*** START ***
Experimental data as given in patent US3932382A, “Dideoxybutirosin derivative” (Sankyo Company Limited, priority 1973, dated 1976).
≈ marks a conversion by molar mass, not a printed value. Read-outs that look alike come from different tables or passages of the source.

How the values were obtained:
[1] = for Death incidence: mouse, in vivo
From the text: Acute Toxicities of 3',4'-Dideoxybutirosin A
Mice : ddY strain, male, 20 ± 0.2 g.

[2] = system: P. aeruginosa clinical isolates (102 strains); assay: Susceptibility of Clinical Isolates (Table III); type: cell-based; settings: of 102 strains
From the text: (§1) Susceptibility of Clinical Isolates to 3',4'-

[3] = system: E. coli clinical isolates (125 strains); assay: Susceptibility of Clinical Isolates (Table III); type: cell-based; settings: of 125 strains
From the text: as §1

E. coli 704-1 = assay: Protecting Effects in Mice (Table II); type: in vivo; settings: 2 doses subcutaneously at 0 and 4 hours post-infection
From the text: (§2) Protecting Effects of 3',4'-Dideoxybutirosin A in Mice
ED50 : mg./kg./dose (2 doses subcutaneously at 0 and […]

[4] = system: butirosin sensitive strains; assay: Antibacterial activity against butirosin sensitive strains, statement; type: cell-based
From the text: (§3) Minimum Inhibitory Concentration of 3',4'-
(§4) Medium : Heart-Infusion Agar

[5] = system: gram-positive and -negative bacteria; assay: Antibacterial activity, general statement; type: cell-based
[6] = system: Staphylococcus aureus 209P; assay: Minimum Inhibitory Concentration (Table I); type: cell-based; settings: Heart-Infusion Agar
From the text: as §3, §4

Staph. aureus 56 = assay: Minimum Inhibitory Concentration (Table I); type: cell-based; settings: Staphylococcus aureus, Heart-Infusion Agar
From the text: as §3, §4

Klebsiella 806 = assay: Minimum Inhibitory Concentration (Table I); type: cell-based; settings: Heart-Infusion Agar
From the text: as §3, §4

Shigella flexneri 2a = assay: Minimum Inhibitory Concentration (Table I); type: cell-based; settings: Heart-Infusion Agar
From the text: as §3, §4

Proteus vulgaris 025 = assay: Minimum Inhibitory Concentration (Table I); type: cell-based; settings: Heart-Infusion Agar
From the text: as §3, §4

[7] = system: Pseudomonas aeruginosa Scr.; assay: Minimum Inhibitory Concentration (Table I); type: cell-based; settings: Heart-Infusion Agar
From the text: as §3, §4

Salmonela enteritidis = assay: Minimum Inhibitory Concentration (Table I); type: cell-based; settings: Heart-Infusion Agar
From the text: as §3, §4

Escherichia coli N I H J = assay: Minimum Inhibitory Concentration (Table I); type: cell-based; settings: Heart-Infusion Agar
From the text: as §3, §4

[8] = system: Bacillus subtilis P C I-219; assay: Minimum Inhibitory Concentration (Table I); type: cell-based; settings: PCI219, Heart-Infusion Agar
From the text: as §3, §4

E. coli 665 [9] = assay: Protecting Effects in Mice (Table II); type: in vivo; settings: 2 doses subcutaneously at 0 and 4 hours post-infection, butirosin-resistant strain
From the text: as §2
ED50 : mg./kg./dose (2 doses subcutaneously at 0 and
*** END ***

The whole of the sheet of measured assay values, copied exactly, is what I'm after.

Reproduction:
Experimental data as given in patent US3932382A, “Dideoxybutirosin derivative” (Sankyo Company Limited, priority 1973, dated 1976).
≈ marks a conversion by molar mass, not a printed value. Read-outs that look alike come from different tables or passages of the source.

How the values were obtained:
[1] = for Death incidence: mouse, in vivo
From the text: Acute Toxicities of 3',4'-Dideoxybutirosin A
Mice : ddY strain, male, 20 ± 0.2 g.

[2] = system: P. aeruginosa clinical isolates (102 strains); assay: Susceptibility of Clinical Isolates (Table III); type: cell-based; settings: of 102 strains
From the text: (§1) Susceptibility of Clinical Isolates to 3',4'-

[3] = system: E. coli clinical isolates (125 strains); assay: Susceptibility of Clinical Isolates (Table III); type: cell-based; settings: of 125 strains
From the text: as §1

E. coli 704-1 = assay: Protecting Effects in Mice (Table II); type: in vivo; settings: 2 doses subcutaneously at 0 and 4 hours post-infection
From the text: (§2) Protecting Effects of 3',4'-Dideoxybutirosin A in Mice
ED50 : mg./kg./dose (2 doses subcutaneously at 0 and […]

[4] = system: butirosin sensitive strains; assay: Antibacterial activity against butirosin sensitive strains, statement; type: cell-based
From the text: (§3) Minimum Inhibitory Concentration of 3',4'-
(§4) Medium : Heart-Infusion Agar

[5] = system: gram-positive and -negative bacteria; assay: Antibacterial activity, general statement; type: cell-based
[6] = system: Staphylococcus aureus 209P; assay: Minimum Inhibitory Concentration (Table I); type: cell-based; settings: Heart-Infusion Agar
From the text: as §3, §4

Staph. aureus 56 = assay: Minimum Inhibitory Concentration (Table I); type: cell-based; settings: Staphylococcus aureus, Heart-Infusion Agar
From the text: as §3, §4

Klebsiella 806 = assay: Minimum Inhibitory Concentration (Table I); type: cell-based; settings: Heart-Infusion Agar
From the text: as §3, §4

Shigella flexneri 2a = assay: Minimum Inhibitory Concentration (Table I); type: cell-based; settings: Heart-Infusion Agar
From the text: as §3, §4

Proteus vulgaris 025 = assay: Minimum Inhibitory Concentration (Table I); type: cell-based; settings: Heart-Infusion Agar
From the text: as §3, §4

[7] = system: Pseudomonas aeruginosa Scr.; assay: Minimum Inhibitory Concentration (Table I); type: cell-based; settings: Heart-Infusion Agar
From the text: as §3, §4

Salmonela enteritidis = assay: Minimum Inhibitory Concentration (Table I); type: cell-based; settings: Heart-Infusion Agar
From the text: as §3, §4

Escherichia coli N I H J = assay: Minimum Inhibitory Concentration (Table I); type: cell-based; settings: Heart-Infusion Agar
From the text: as §3, §4

[8] = system: Bacillus subtilis P C I-219; assay: Minimum Inhibitory Concentration (Table I); type: cell-based; settings: PCI219, Heart-Infusion Agar
From the text: as §3, §4

E. coli 665 [9] = assay: Protecting Effects in Mice (Table II); type: in vivo; settings: 2 doses subcutaneously at 0 and 4 hours post-infection, butirosin-resistant strain
From the text: as §2
ED50 : mg./kg./dose (2 doses subcutaneously at 0 and